Google Search Query Intent: The Keyword Research Challenge
Search Engines are essentially algorithms driven by the human intention.
Three types of search query intentions: Navigational, Informational and Transactional.
The real keyword research challenge is to understand the intent and value driving your primary keywords and pages.
Experienced Search Engine Optimisers apply user-centric approach and achieve high Google rankings as a consequence.
SEOs and search engines have the mutual goal of providing searchers with results relevant to their queries and keywords. Therefore, a vital component of executing a successful SEO strategy and achieving high Google rankings is to understand your audience search habits. Once you understand how customers are looking for your products and services, you will be a lot more effective in attracting and keeping those users. Understanding Google search query intents of your target audience is the main keyword research challenge facing digital marketers.
You should bear in mind search engines are essentially algorithms driven by human intention. Entering a search query in the Google search box and inspecting the most relevant results is a premeditated action by the user. It’s substantially different from adding a bookmark to your favourites or browsing the web. Searches are driven by the need of the user to find something and it’s not simply landing on a random page by accident. It’s the digital marketer’s job to predict those intents and showcase relevant results. The real keyword research challenge is to predict and understand human intention driving they search behaviour.
Types of Search Queries
Navigational searches are performed with the intent of finding an already known web site. In some cases, the user might not remember the precise domain name, and therefore would enter the company name.
Opportunities: Higher brand recognition, positive impression of your website
Average value: Typically low, unless the customer intents to buy something and is simply searching for your website
Informational searches involve a large variety of queries—for example, the weather as shown in the picture, biographies, events, details on the most recent SEO conference, or simply checking how long a trip from point A to B will take. Informational searches are primarily non-transactional. Although, potential customers might be researching a product or a service. And let’s not forget that customer’s journey could start from casual web browsing and end as a converted lead.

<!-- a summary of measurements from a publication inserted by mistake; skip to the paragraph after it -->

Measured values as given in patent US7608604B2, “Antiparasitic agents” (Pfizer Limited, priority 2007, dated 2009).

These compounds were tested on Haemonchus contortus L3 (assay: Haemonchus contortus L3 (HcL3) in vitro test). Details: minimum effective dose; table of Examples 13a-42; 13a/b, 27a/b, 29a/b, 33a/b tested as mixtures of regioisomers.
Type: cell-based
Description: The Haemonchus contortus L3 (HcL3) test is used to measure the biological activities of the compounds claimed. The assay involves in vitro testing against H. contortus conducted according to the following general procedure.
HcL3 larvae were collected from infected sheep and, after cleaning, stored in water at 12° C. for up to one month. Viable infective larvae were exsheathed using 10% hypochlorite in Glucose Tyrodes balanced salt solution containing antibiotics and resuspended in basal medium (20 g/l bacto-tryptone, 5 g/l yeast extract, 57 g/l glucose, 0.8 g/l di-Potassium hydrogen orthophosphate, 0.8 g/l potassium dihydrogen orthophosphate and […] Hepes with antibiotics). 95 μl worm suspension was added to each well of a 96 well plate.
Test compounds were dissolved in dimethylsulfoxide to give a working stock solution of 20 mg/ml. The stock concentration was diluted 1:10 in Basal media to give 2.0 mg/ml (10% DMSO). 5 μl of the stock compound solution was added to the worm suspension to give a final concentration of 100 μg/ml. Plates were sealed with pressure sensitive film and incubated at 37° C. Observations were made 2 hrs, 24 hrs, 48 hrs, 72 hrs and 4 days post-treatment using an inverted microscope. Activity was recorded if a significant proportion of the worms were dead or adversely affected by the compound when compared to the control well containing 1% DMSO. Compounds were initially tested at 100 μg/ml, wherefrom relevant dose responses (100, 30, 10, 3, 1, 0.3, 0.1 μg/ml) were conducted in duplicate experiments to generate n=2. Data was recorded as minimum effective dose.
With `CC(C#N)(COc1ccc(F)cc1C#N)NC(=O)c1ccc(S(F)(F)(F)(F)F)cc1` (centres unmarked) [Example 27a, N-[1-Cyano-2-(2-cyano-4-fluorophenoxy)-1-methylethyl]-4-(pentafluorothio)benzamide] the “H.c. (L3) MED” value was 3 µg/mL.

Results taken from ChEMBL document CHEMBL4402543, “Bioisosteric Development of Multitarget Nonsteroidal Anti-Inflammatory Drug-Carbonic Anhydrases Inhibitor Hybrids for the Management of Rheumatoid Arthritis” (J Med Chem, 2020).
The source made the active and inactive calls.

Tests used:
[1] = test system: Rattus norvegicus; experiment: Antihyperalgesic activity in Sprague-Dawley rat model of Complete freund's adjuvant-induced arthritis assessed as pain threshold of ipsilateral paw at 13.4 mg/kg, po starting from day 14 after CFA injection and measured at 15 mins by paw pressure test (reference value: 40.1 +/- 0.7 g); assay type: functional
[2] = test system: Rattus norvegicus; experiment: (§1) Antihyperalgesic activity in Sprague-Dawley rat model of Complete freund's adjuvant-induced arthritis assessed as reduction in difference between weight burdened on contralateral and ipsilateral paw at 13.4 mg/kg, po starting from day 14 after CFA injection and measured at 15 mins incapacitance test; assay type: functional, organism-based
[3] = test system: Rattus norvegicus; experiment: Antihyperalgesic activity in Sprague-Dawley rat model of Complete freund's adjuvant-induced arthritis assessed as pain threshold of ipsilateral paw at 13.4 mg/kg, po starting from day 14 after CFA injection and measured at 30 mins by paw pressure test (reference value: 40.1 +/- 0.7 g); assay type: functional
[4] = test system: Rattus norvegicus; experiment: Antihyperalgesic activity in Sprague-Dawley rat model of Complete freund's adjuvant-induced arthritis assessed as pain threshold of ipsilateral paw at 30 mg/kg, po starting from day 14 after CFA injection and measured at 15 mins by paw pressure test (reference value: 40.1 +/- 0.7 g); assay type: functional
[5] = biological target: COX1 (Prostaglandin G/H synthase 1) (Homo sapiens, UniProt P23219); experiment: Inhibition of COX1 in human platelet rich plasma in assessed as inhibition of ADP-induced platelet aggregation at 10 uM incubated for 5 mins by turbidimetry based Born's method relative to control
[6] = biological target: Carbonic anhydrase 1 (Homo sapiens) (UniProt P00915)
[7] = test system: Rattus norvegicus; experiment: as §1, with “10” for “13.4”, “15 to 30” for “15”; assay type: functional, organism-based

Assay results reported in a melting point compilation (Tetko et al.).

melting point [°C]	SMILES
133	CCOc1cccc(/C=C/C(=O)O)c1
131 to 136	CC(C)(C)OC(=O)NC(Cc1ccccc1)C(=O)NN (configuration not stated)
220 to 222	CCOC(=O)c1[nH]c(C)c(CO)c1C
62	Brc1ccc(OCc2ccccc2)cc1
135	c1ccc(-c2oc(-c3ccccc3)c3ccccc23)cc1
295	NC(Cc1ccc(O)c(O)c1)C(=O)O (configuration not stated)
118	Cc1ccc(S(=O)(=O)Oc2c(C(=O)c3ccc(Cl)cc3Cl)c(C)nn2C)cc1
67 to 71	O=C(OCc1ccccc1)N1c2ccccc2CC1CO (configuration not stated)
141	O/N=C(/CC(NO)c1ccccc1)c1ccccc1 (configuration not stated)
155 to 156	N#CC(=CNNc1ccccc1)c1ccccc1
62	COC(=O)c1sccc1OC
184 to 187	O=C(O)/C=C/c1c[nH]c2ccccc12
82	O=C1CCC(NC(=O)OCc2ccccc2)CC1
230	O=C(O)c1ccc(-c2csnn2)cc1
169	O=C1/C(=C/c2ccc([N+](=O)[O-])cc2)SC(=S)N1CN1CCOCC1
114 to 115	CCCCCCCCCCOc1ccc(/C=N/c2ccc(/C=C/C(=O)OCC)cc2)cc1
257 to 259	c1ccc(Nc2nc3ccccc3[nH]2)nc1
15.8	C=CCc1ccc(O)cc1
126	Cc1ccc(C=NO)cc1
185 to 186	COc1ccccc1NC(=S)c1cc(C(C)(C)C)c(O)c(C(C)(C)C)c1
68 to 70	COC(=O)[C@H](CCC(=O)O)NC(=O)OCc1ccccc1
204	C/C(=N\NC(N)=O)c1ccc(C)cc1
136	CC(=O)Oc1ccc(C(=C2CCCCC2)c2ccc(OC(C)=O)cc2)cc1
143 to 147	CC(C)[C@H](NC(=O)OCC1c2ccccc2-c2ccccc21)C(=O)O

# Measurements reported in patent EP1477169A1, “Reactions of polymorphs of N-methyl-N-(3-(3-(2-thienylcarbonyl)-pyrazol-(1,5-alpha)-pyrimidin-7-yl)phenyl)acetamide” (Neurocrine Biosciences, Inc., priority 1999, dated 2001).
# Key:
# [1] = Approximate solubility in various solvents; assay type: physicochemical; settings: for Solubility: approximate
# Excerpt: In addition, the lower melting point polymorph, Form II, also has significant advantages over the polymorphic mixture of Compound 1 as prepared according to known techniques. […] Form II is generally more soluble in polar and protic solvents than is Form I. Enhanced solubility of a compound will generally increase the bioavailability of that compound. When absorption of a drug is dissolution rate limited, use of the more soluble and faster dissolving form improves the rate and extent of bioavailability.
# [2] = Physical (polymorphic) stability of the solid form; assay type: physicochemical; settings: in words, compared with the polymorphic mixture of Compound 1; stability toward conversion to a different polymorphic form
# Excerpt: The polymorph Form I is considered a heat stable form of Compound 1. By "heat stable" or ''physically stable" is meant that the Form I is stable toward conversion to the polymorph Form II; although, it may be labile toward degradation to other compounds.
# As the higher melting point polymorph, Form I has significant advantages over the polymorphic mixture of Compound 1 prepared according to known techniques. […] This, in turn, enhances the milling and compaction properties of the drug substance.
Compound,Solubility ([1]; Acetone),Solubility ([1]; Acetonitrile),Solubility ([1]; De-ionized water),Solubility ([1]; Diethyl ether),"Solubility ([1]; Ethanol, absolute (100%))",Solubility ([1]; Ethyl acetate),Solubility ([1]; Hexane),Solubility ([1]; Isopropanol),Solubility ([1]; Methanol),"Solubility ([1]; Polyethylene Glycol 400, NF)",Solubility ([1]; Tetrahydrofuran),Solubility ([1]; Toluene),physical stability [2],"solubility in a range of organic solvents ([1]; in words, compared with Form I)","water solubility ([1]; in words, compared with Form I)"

Opportunities: brand reputation; educating your audience about your products and services; attract links to your website; spark interest in journalists/researchers; (smaller probability) more sales.
Average value: Medium. Informational queries that are researching a product or service have a high value. On the other hand, a query about the weather has limited value.
Transactional searches don’t involve only MasterCard or wire transfers. These types of search queries also include creating free trial accounts, registration and contact forms. Even simply reading about the restaurant you’re going to tonight is a transactional query. Examples of transactional queries are: register for email, dentist contact, buy SEO service
Opportunities: expand your userbase, more registrations on your website, sales and revenue growth
Average value: Extremely high.
Table 1. Google Search Queries Summarised
|Navigational||To reach a particular site that user has in mind.||airport of Chicago|
|Informational||To find information assumed to be available on the Web.||how to apply for passports|
|Transactional||To perform further interaction in a site.||printable maps of NC counties|
University research on Classifying Web Queries by Topic and User Intent shows that 80% of the web searches are informational in nature and roughly a tenth of all Google searches are transactional or navigational.